[PS4] The Walking Dead: The Telltale Series Collection Review
The Walking Dead: The Telltale Series Collection brings together all episodes from the series. Learn more in our The Walking Dead: The Telltale Series Collection review!
For those of you who are new to the series, or to Telltale Games’ new development style, The Walking Dead marked a change in how the studio handled adventure games. It used to be that they worked on “pure” point and click adventure game, the kind that stuck to the old-school way of things – think Maniac Mansion or The Secret of Monkey Island. After The Walking Dead, Telltale Games focused on 3D release in which you control a character to explore each location for some light puzzle solving, with a heavy focus on the story and the choices you make – and how they affect how other characters feel about you and how the story unfolds. They struck gold with this formula, so they’ve stuck with it ever since.
They’ve given us their take on comic book properties such as Fables (The Wolf Among Us), Batman and Guardians of the Galaxy, popular TV shows like Game of Thrones and video games such as Borderlands (Tales from the Borderlands) and Minecraft (Minecraft: Story Mode), and are currently working on a new season for The Walking Dead and The Wolf Among Us while wrapping up their second season of Batman (Batman: The Enemy Within).
The Walking Dead: The Telltale Series Collection brings together, in a single download or retail disc, the recent third season, The Walking Dead: A New Frontier, along with the first and second season in the series, the 400 Days DLC for the first season which bridges the gap between the first and second season, as well as the Michonnne mini-series. The latest season is still fresh in our minds, and launched on PlayStation 4, but the content of the rest of the collection was first developed for PlayStation 3 and originally ported to PlayStation 4. What is different in this collection? Season One, Season Two, the 400 days DLC and the Michonne mini-series have been visually enhanced – as in, hundreds of hours of extra work.
What this means is that the textures applied to character models have been greatly improved, giving them a crisper yet grittier look. Lighting, and how it is handled has also been changed around, and you’ll notice this all over the place as you once again take the series for a new spin. Along with this, scenes now feature more objects, new textures and changes to the overall geometry, giving each area a more lively feel – even if due to the nature of the story there aren’t many humans to interact with in the first place. The bump in graphics, lighting, models, and scenery is more apparent in the first season of the game since it’s the oldest one in the bunch, but Season 2, 400 days and Michonne all show some extra work here and there.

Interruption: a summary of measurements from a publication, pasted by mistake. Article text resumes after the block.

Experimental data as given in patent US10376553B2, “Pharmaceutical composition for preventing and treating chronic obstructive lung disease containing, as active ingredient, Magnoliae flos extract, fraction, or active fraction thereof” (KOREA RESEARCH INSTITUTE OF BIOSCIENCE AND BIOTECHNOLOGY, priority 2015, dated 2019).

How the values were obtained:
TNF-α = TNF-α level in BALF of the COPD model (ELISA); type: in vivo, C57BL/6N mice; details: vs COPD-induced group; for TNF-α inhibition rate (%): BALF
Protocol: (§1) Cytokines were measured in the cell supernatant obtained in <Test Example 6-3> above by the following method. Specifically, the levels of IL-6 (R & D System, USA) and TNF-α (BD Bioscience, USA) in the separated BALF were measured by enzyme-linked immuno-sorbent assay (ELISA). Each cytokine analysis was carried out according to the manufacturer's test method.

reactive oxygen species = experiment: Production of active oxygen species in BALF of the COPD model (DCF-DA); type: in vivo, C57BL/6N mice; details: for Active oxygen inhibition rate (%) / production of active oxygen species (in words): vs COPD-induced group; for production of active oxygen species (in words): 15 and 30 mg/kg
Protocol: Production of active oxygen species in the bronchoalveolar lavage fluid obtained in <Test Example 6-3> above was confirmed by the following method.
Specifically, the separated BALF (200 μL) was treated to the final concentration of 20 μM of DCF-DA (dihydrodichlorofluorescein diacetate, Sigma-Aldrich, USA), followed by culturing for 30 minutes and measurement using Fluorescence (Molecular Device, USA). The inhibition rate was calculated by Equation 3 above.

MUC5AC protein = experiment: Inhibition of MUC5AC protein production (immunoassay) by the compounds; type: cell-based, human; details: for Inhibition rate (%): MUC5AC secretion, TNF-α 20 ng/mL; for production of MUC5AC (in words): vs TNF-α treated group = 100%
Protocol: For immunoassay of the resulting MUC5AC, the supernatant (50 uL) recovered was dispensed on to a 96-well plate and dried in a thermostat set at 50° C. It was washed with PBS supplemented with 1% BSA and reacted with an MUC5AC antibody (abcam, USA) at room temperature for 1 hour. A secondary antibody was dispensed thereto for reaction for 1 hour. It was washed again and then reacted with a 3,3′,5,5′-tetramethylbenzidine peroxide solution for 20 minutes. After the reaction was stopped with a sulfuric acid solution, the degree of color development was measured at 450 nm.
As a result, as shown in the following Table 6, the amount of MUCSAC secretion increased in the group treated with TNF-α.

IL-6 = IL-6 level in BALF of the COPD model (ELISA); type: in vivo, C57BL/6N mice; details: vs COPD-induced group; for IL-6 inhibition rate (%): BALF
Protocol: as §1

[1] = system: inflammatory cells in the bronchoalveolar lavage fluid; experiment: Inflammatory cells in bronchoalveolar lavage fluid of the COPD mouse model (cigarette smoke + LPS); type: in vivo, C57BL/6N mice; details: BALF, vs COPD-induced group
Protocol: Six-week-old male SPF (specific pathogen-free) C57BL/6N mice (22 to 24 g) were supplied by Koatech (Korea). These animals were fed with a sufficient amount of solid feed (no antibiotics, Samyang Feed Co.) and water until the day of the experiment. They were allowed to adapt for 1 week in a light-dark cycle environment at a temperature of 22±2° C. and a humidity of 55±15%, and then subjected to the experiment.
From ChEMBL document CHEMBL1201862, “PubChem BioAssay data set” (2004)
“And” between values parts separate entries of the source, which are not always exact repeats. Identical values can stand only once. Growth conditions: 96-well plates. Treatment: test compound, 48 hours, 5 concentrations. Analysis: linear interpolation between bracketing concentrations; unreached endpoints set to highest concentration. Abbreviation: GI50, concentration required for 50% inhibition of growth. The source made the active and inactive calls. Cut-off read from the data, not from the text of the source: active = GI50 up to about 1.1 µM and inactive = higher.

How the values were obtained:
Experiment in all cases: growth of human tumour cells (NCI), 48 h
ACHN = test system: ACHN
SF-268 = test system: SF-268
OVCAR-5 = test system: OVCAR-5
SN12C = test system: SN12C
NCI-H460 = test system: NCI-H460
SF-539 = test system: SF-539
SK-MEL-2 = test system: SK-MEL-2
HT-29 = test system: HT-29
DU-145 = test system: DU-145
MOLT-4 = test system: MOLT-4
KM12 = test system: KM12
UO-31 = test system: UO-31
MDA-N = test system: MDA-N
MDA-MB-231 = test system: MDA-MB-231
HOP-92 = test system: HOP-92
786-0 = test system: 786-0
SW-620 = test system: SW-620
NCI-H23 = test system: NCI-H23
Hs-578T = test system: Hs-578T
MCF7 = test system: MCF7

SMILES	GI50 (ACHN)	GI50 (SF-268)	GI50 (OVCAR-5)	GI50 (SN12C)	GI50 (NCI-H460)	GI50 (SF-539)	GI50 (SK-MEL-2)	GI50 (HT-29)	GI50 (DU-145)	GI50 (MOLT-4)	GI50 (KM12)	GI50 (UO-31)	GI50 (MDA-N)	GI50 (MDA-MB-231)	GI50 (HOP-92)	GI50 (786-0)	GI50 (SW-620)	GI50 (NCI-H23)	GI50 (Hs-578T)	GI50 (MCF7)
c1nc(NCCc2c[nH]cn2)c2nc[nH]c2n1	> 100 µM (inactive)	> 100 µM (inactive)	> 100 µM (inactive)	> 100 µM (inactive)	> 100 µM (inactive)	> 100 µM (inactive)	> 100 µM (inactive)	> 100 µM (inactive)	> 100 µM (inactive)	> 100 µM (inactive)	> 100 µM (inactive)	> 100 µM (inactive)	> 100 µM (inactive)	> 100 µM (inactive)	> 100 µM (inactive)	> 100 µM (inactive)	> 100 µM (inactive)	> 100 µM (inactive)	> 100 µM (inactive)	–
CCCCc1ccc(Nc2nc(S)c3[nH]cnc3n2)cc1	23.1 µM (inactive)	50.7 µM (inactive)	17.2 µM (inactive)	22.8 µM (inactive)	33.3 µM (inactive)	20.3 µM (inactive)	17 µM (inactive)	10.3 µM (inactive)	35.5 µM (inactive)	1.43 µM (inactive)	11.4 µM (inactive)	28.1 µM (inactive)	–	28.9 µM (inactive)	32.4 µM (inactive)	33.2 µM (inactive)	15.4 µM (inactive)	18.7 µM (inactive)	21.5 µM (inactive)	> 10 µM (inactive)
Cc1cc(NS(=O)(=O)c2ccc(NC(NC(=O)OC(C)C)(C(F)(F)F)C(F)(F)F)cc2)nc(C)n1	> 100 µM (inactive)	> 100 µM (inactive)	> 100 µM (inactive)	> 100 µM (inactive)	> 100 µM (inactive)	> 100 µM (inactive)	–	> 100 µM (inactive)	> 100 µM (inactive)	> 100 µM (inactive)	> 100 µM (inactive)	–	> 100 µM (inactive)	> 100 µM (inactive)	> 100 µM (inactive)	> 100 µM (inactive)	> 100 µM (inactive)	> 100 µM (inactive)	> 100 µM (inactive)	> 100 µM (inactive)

All seasons have one thing that ties them together: Clementine’s journey. Sure, you’ll meet several memorable characters, but they’re all there for you to experience Clementine’s story and how she gets to grow up in a world gone mad. This new world has done a number on everyone, but Clementine has managed to make the most of her situation, meeting new people and losing friends along the way, all to set up what is currently being billed as the final season in Telltale Games’ take on The Walking Dead universe.
The Walking Dead Collection includes a full trophy list with a Platinum trophy, but it’s something that might rub trophy hunters the wrong way. This is a collection of three full seasons and a mini-series, so you wouldn’t be wrong for expecting separate trophy lists for each game and a Platinum at the end of the road for each adventure. It’s not a deal-breaker since the collection is $49.99 and cheaper than buying all content separately (each season is available for $24.99, and the Michonne mini-series is up for $14.99), but it’s definitely something you need to know before diving in. At least it’s a trophy list that is separate from all stand-alone seasons/DLC/mini-series, so when all is said and done you’ll get 52 new trophies for your collection – and none of them are missable!
The one complaint I have about the collection is that there aren’t any extras included in it. There is no making of documentary, no behind the scenes look, no interviews with the development team or with those who provided their voices for each of the beloved characters in the series. I do think that’s a missed opportunity, but considering the collection weighs in at almost 45 GB as is, it would have needed a separate download or its own disc at retail, and would have probably driven the price up as well.
If you’re new to Telltale Games’ take on The Walking Dead, or if you’re ready to revisit previous seasons ahead of the release of the final season next year, then The Walking Dead: The Telltale Series Collection is a great option. The revamped graphics (models, textures, lighting, geometry, scenery), as well as the new lighting, bring everything to life, giving us the definitive version of the first three seasons, the 400 Days DLC content and the Michonne mini-series. The price is also great since its equal to the cost of buying two seasons, so this collection gives you more bang for your buck. Trophy hunters won’t dig that the collection only has one trophy list with a single Platinum trophy, but at least it’s a different list from the lists for each season.
This The Walking Dead: The Telltale Series Collection review is based on a PlayStation 4 copy provided by Telltale Games.